Also at issue is the fact that prisons and militarized police forces are expensive to maintain long-term, even if they appear to work in the short term: As it is in a remote location, Honduras’s super prison “will have a huge impact on wildlife and environment [and] it will be super expensive to move food, materials and people back and forth,” Daugaard said.

There are alternatives to mano dura — “Colombia’s Paz Total is the opposite model to Bukele (trying to negotiate with the armed and criminal groups to reduce violence and eventually demobilize the groups),” Segura said. But the strategies that could lead to a long-lasting, sustainable reduction in violence often take a long time and don’t produce exciting visuals like those Bukele and Castro have circulated in support of their policies.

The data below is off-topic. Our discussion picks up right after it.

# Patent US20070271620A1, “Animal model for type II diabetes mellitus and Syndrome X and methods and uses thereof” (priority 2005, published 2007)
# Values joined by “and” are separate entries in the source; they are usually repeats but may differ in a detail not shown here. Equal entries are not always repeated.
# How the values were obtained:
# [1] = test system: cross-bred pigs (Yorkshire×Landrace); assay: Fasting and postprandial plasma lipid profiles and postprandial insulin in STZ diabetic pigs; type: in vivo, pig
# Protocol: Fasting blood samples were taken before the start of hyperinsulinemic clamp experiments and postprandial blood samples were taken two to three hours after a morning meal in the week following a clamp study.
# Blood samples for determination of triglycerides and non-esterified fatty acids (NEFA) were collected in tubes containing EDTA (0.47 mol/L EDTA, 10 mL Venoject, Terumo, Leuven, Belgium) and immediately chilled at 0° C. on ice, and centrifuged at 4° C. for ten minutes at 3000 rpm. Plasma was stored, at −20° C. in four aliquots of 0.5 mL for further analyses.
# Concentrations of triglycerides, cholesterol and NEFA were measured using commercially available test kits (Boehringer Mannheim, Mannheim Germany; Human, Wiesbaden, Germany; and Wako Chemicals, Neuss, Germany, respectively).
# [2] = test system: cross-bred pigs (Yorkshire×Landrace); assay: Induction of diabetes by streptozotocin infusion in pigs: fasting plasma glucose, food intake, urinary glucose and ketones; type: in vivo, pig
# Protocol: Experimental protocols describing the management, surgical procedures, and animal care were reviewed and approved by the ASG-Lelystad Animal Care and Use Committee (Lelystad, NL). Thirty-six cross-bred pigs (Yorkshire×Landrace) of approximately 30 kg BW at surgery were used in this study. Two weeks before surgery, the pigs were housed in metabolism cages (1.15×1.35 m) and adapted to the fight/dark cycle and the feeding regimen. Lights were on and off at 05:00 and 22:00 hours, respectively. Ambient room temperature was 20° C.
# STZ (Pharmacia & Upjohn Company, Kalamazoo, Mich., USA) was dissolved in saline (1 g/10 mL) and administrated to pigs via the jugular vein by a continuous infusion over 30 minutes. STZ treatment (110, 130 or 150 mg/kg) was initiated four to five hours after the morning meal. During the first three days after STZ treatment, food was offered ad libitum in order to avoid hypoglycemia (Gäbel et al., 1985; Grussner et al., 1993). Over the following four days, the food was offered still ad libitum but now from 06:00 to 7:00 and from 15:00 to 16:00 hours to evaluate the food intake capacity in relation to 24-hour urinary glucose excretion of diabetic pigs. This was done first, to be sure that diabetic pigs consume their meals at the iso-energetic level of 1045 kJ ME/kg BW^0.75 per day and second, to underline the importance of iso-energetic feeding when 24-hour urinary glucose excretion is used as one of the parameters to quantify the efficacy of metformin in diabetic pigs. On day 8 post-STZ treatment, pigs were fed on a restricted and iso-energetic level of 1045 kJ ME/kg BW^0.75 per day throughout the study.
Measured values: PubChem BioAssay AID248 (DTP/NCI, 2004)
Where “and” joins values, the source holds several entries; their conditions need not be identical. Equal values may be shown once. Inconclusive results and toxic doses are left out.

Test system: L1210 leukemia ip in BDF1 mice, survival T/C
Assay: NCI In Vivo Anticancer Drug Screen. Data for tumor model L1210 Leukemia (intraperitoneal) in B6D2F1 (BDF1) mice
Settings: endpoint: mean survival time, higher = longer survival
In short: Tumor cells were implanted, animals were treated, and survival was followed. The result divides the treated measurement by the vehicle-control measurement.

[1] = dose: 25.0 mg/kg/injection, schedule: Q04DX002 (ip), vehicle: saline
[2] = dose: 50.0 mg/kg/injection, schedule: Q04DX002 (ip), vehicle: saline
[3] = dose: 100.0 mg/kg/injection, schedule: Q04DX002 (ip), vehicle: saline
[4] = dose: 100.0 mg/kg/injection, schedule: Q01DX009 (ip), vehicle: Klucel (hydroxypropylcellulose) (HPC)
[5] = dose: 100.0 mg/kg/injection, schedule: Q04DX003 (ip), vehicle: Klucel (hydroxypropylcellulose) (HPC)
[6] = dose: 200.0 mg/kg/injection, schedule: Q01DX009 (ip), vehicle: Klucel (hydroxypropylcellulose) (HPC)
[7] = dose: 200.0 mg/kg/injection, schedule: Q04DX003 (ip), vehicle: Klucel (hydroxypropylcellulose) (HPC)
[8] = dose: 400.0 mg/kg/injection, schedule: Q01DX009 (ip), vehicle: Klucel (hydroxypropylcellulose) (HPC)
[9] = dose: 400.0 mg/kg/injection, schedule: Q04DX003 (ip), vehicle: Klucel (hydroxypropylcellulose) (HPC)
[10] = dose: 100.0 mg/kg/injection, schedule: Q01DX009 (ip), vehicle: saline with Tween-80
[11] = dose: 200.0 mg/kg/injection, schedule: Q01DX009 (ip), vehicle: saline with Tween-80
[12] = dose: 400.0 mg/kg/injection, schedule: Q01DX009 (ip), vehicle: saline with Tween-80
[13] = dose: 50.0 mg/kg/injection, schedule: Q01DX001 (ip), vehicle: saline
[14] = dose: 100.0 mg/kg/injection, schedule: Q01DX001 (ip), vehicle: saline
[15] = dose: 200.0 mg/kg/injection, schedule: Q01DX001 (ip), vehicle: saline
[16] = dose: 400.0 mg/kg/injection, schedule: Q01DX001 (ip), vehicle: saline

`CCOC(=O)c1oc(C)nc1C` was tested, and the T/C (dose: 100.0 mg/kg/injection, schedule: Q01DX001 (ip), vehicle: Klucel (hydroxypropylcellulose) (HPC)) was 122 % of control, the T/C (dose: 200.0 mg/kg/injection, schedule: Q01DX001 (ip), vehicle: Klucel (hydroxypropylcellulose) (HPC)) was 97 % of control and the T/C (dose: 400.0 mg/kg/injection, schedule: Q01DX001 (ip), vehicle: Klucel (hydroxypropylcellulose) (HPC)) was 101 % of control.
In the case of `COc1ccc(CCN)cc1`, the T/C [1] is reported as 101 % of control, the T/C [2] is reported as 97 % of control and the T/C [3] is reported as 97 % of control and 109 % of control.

“Increasing the capacity of states to really prosecute — with the rule of law — criminals, the capacity to have better intelligence of how organized crime works, and how to dismantle it,” are likely more effective over time than merely imprisoning thousands of people without trial, Albarracín said.

Perhaps even more important, Albarracín told Vox, is building “the capacity of the state to punish and sanction state officials [who] are engaging in these types of agreements with criminal groups,” as was successfully implemented in Guatemala from 2007 to 2019, and the legacy of which arguably helped anti-corruption crusader Bernardo Arevalo to be elected president this year.

These kinds of policies don’t offer immediate relief, and they often threaten powerful political interests. But they’re necessary to protect civil rights, build lasting security, and break the destructive and authoritarian mano dura cycle.
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Credit: Vox